Help and information for private tenants
All privately rented homes should be in a good condition and not have:
- Leaking roofs
- Rising damp
- Leaking gutters
- Bad heating
- Doors and windows that don't open and close properly
They should also have a good kitchen and bathroom.
If you think you have a problem with dampness, take a look at this short film:
Getting the right tenancy
Before you take up a new tenancy, you need to make sure that you get all the right paperwork and have a look around. Watch this short film that tells you what to look for:
Your landlord or agent must:
If your landlord is not carrying out their responsibilities, please call Housing Standards team on 01924 306665.
Wakefield Responsible Landlord Scheme
The scheme members are landlords who provide good quality homes and safe housing above the basic standards.
The benefits of choosing to rent from a scheme member are:
- good landlord
- the property is of a good standard and is properly managed and regulated
- repairs and maintenance are carried out within an agreed time
- deposits are refunded quickly at the end of the tenancy with a full and clear explanation of any deductions made
- tenancy agreements that are clear and easy to understand
- help and information if you have a dispute with your landlord
A list of members is available to download. This is updated monthly, If there is no telephone number showing next to the landlord details no properties are available at this time.
Good standards in private rented homes
All private rented homes should provide a safe and healthy environment for any occupants or visitors. We have a statutory responsibility to ensure that minimum property standards are maintained, and to intervene where these standards aren't met. These standards are set out in the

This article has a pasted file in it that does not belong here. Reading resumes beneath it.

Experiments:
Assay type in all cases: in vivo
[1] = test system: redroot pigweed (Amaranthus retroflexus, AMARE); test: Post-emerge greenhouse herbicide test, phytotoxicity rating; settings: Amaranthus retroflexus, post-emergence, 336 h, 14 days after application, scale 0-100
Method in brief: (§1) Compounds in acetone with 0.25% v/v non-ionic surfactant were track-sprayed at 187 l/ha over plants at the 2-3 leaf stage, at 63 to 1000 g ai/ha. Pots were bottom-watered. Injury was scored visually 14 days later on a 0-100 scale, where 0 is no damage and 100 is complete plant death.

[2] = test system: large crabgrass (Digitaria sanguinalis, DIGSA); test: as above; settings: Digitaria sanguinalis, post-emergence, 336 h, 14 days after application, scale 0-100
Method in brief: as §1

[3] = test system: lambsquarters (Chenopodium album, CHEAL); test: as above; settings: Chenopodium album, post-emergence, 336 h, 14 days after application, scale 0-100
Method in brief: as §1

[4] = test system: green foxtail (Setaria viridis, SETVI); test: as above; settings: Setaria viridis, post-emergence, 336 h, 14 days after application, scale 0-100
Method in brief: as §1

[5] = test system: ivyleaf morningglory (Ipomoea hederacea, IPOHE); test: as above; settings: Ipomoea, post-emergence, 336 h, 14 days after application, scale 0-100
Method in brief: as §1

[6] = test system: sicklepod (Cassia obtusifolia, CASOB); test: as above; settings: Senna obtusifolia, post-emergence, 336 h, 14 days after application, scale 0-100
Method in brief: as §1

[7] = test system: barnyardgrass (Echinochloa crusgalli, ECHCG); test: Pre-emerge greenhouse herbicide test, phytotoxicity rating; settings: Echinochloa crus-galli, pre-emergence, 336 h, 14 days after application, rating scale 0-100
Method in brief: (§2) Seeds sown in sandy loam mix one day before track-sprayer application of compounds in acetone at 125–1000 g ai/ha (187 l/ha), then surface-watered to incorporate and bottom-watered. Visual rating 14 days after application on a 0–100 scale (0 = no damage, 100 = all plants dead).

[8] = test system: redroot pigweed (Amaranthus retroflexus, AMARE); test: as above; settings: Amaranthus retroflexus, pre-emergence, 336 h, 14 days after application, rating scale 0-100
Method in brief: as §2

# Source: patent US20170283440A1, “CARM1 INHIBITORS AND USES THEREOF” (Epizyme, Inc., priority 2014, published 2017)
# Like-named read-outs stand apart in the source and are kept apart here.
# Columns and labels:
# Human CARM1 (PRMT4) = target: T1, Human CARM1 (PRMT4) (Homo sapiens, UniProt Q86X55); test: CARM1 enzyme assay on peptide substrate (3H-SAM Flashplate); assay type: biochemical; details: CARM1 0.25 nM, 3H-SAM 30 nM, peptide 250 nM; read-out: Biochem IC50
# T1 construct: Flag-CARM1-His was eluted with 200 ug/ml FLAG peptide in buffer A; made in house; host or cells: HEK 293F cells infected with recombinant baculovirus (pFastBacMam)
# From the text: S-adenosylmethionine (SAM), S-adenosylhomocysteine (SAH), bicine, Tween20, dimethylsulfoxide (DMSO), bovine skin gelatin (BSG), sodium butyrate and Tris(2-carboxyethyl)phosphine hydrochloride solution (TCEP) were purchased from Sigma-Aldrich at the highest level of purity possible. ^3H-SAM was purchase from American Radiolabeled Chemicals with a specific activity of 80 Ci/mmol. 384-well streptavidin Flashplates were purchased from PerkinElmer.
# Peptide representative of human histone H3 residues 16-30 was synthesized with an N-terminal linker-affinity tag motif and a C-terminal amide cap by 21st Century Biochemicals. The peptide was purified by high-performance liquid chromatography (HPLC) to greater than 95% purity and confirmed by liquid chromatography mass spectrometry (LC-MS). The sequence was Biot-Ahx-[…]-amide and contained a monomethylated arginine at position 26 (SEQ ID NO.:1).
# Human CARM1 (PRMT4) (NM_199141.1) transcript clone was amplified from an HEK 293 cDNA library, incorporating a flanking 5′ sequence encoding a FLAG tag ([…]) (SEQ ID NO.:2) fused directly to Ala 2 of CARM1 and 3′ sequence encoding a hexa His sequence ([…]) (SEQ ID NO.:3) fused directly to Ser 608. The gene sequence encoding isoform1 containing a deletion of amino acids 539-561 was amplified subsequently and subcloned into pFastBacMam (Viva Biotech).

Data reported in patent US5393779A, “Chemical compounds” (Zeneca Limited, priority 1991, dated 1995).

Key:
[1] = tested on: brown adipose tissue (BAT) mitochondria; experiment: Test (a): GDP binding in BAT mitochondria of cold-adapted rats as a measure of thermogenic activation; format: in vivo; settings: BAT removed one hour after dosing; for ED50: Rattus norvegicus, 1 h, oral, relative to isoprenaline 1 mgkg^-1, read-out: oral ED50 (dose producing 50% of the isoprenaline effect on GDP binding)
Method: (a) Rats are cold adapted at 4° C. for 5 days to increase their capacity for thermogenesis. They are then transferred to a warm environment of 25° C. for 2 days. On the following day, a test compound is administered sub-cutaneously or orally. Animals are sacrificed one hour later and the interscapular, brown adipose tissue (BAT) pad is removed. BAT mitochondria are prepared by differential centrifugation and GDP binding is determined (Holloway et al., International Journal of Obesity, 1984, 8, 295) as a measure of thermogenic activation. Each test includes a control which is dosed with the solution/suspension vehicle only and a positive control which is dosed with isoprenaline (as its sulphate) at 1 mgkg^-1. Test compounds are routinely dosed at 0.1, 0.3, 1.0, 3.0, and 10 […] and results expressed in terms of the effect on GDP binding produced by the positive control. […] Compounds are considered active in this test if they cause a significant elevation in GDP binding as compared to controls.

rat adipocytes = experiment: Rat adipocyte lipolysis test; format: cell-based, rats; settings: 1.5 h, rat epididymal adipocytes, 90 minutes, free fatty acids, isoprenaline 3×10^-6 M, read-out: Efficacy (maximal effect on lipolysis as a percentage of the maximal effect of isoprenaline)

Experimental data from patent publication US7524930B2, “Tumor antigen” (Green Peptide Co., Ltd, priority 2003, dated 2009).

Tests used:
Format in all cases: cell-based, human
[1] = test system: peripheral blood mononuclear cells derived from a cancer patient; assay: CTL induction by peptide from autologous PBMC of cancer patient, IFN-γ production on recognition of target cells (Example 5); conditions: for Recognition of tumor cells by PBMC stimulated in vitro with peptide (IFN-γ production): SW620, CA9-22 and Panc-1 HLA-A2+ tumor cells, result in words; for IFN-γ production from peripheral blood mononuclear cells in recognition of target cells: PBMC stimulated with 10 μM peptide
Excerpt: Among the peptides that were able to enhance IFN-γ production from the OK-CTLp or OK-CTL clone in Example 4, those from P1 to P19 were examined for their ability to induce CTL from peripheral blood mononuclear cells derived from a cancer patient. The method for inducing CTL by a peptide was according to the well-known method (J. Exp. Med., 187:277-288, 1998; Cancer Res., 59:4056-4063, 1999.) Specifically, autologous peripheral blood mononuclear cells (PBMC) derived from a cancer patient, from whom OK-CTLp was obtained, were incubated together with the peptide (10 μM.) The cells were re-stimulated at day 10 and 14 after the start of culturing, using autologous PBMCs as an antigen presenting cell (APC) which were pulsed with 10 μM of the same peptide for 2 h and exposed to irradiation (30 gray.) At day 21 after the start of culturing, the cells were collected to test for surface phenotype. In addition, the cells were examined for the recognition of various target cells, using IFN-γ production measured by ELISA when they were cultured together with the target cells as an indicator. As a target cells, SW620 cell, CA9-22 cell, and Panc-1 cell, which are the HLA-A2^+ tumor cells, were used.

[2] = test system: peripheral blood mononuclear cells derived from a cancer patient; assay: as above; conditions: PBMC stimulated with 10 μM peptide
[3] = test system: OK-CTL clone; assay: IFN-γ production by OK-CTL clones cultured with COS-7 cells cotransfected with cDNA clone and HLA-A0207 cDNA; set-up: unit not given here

Housing Health and Safety Rating System (HHSRS).
Check out our video offering hints and tips when renting private accommodation, including what you should expect from your property and your landlord.
When we inspect homes we carry out a risk based assessment and consider the effect of any 'hazards' in the property. Some hazards are gradual in their effect, like dampness and cold, whilst others are quick, such as falls or burns. Some hazards are more likely to result in a serious outcome e.g. carbon monoxide poisoning or falling from a high window, whilst others are very unlikely to have such harmful consequences e.g. noise nuisance or poor layout of a bathroom.
No home is "risk free" and all have potential hazards e.g.stairs, electrical outlets etc. It is not possible or desirable to remove all hazards. The goal is to minimise the risk to health and safety either by removing the hazard altogether or minimising its effect.
In our inspections we will look at:
- Penetrating damp: leaking gutters, roof, very poor pointing
- Rising damp
- Mould growth on walls, ceilings
- Leaking baths, waste pipes
- Poorly maintained or installed gas appliances
- Poor plasterwork
- Condition of the the kitchen and the cooking facilities
- Secure and cleanable work tops
- Space for fridge and storing food
- Condition of bath, wash hand basin and toilet
- Condition of the staircase including tread lengths,riser heights and uniformity of treads/risers
- Lighting to stairwell/steps
- Condition of the wiring and fittings
- Number and siting of sockets
- Siting of meters/consumer unit/fuse box
- Structural condition of chimney, brickwork, roof and floors etc
Houses in multiple occupation
These are properties that are rented out as bedsits, shared houses, student houses or houses converted into flats. They'll need extra bathrooms and kitchens, and need a fire alarm system.
Properties have five or more tenants must be licensed.
If you're worried about your rented home and want us to visit or just give you some advice, please contact us